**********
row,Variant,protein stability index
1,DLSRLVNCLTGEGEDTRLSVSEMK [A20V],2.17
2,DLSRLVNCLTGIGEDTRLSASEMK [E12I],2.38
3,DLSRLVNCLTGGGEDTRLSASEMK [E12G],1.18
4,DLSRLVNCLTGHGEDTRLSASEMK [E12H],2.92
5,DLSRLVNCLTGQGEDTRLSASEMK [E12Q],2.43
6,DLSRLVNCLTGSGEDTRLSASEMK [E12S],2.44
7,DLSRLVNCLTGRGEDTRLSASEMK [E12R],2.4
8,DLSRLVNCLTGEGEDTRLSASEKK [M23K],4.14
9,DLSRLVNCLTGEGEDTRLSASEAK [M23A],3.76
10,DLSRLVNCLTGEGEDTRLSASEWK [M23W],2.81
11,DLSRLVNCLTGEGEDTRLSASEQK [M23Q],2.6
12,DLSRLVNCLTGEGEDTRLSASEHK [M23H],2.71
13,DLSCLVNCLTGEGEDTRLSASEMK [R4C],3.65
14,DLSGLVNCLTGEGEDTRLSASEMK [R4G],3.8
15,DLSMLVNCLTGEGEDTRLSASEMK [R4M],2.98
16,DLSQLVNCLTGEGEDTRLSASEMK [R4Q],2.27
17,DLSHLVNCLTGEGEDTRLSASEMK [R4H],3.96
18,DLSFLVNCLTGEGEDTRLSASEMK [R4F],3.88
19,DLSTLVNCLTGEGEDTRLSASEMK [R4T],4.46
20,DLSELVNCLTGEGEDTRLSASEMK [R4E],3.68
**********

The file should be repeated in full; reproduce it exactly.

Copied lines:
row,Variant,protein stability index
1,DLSRLVNCLTGEGEDTRLSVSEMK [A20V],2.17
2,DLSRLVNCLTGIGEDTRLSASEMK [E12I],2.38
3,DLSRLVNCLTGGGEDTRLSASEMK [E12G],1.18
4,DLSRLVNCLTGHGEDTRLSASEMK [E12H],2.92
5,DLSRLVNCLTGQGEDTRLSASEMK [E12Q],2.43
6,DLSRLVNCLTGSGEDTRLSASEMK [E12S],2.44
7,DLSRLVNCLTGRGEDTRLSASEMK [E12R],2.4
8,DLSRLVNCLTGEGEDTRLSASEKK [M23K],4.14
9,DLSRLVNCLTGEGEDTRLSASEAK [M23A],3.76
10,DLSRLVNCLTGEGEDTRLSASEWK [M23W],2.81
11,DLSRLVNCLTGEGEDTRLSASEQK [M23Q],2.6
12,DLSRLVNCLTGEGEDTRLSASEHK [M23H],2.71
13,DLSCLVNCLTGEGEDTRLSASEMK [R4C],3.65
14,DLSGLVNCLTGEGEDTRLSASEMK [R4G],3.8
15,DLSMLVNCLTGEGEDTRLSASEMK [R4M],2.98
16,DLSQLVNCLTGEGEDTRLSASEMK [R4Q],2.27
17,DLSHLVNCLTGEGEDTRLSASEMK [R4H],3.96
18,DLSFLVNCLTGEGEDTRLSASEMK [R4F],3.88
19,DLSTLVNCLTGEGEDTRLSASEMK [R4T],4.46
20,DLSELVNCLTGEGEDTRLSASEMK [R4E],3.68